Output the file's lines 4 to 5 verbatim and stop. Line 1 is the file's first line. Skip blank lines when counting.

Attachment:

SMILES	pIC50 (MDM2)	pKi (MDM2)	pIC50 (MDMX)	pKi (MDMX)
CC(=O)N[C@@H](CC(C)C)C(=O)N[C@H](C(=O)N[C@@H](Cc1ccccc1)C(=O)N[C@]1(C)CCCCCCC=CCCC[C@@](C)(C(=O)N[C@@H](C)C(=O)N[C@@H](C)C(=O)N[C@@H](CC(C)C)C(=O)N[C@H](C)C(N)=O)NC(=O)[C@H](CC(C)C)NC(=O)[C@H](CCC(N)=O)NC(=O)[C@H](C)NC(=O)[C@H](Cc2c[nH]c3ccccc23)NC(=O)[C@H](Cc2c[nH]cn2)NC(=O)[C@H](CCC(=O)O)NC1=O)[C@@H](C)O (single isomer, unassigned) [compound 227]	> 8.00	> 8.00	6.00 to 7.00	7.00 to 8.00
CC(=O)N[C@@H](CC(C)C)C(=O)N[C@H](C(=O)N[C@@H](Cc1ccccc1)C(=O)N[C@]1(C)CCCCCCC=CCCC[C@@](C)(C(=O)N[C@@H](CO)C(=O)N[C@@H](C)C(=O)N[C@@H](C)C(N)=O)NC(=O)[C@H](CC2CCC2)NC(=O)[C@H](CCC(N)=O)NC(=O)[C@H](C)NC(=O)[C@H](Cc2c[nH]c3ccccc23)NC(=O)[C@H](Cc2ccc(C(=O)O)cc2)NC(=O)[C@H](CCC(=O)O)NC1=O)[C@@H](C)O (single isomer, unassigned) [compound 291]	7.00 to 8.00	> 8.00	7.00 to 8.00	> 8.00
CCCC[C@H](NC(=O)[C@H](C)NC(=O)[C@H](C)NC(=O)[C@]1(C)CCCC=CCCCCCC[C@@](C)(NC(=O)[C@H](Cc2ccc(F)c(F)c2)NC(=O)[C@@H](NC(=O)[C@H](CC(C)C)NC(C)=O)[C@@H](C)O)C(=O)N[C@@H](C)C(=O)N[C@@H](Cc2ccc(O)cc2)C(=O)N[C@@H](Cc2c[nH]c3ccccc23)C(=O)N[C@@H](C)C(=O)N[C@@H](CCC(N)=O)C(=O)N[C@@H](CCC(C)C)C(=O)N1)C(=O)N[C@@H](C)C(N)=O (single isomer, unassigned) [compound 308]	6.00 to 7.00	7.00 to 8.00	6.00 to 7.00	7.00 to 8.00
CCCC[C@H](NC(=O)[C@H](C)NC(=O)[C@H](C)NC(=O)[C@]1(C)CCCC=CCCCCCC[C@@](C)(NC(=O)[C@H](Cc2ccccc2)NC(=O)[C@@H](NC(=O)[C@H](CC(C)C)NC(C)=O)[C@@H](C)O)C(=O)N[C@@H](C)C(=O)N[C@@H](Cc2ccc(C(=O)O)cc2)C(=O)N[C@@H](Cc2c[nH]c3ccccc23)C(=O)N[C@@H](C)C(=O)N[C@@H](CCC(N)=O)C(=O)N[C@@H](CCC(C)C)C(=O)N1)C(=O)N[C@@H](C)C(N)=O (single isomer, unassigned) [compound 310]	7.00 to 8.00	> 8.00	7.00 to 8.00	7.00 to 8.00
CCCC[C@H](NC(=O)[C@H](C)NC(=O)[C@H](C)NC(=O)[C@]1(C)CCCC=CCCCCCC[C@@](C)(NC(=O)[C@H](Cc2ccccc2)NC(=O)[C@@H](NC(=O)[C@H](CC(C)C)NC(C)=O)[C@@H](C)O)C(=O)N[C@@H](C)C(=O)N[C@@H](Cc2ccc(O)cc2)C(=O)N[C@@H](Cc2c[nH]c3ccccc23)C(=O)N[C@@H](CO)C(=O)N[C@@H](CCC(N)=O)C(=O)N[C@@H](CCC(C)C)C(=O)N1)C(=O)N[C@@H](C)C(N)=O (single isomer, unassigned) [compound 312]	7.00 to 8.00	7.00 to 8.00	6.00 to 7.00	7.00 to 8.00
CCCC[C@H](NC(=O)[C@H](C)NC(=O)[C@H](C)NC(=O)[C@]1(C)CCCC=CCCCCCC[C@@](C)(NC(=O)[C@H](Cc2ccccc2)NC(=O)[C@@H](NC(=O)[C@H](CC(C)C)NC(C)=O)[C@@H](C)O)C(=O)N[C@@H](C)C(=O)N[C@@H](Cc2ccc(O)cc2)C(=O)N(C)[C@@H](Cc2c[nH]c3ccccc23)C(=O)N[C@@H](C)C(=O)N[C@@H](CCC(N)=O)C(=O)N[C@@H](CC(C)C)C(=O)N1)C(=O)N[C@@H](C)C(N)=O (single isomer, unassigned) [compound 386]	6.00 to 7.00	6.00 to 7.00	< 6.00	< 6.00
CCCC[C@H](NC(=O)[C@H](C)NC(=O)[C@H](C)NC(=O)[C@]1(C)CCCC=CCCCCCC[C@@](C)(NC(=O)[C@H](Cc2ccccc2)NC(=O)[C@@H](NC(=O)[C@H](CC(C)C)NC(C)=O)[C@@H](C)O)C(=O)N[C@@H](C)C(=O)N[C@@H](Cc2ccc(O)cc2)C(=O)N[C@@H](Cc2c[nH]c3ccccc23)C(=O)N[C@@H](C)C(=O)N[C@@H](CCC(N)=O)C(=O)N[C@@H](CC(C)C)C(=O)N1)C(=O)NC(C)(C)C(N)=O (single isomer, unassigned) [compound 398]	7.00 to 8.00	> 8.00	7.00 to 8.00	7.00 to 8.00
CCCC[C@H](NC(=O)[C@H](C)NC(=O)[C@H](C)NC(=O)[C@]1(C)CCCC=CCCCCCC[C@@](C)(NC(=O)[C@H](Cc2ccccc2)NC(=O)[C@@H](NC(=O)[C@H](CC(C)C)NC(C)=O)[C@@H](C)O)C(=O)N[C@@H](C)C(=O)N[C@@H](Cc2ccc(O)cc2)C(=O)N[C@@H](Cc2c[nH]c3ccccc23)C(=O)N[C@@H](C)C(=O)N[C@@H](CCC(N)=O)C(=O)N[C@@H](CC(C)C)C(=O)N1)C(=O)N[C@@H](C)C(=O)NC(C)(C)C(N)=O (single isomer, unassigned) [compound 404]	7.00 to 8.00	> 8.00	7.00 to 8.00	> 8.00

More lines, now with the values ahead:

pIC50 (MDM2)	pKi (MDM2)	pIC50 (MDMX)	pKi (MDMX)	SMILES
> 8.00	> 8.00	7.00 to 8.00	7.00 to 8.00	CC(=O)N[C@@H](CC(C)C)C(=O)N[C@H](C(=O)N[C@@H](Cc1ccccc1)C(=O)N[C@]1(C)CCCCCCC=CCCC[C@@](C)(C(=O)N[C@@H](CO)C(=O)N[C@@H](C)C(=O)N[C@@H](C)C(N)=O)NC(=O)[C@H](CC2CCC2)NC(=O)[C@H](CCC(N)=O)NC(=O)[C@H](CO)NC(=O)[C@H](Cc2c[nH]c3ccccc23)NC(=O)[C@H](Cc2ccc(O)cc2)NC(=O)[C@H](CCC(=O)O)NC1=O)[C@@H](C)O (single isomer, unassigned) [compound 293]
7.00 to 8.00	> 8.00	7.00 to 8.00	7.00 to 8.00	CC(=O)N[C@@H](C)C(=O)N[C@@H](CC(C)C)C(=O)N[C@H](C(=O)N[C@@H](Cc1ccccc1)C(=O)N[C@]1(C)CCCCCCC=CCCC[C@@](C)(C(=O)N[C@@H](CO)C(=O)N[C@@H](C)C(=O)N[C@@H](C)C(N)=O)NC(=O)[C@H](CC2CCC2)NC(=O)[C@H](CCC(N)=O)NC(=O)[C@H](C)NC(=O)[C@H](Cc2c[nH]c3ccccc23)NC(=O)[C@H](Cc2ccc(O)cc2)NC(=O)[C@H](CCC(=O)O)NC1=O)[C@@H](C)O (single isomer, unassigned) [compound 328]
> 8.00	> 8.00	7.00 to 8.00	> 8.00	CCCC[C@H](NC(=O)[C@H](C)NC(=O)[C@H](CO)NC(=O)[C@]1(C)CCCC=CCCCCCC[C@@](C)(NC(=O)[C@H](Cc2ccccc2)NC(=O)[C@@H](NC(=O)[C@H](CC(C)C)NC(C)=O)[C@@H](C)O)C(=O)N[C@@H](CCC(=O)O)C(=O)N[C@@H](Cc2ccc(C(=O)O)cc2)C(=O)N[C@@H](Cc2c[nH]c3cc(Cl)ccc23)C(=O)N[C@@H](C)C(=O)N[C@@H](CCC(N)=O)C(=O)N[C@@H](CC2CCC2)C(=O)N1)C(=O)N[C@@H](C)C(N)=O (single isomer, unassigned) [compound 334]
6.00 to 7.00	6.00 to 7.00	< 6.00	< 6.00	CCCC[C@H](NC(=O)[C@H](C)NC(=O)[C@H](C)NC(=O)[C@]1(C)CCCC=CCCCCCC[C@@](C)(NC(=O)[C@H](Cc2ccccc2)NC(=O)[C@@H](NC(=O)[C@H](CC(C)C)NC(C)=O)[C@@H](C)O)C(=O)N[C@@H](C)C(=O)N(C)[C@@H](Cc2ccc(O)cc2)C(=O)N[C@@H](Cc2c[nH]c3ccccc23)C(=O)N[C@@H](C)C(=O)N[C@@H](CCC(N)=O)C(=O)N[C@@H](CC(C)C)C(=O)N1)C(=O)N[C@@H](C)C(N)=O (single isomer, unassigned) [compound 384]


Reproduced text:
CCCC[C@H](NC(=O)[C@H](C)NC(=O)[C@H](C)NC(=O)[C@]1(C)CCCC=CCCCCCC[C@@](C)(NC(=O)[C@H](Cc2ccc(F)c(F)c2)NC(=O)[C@@H](NC(=O)[C@H](CC(C)C)NC(C)=O)[C@@H](C)O)C(=O)N[C@@H](C)C(=O)N[C@@H](Cc2ccc(O)cc2)C(=O)N[C@@H](Cc2c[nH]c3ccccc23)C(=O)N[C@@H](C)C(=O)N[C@@H](CCC(N)=O)C(=O)N[C@@H](CCC(C)C)C(=O)N1)C(=O)N[C@@H](C)C(N)=O (single isomer, unassigned) [compound 308]	6.00 to 7.00	7.00 to 8.00	6.00 to 7.00	7.00 to 8.00
CCCC[C@H](NC(=O)[C@H](C)NC(=O)[C@H](C)NC(=O)[C@]1(C)CCCC=CCCCCCC[C@@](C)(NC(=O)[C@H](Cc2ccccc2)NC(=O)[C@@H](NC(=O)[C@H](CC(C)C)NC(C)=O)[C@@H](C)O)C(=O)N[C@@H](C)C(=O)N[C@@H](Cc2ccc(C(=O)O)cc2)C(=O)N[C@@H](Cc2c[nH]c3ccccc23)C(=O)N[C@@H](C)C(=O)N[C@@H](CCC(N)=O)C(=O)N[C@@H](CCC(C)C)C(=O)N1)C(=O)N[C@@H](C)C(N)=O (single isomer, unassigned) [compound 310]	7.00 to 8.00	> 8.00	7.00 to 8.00	7.00 to 8.00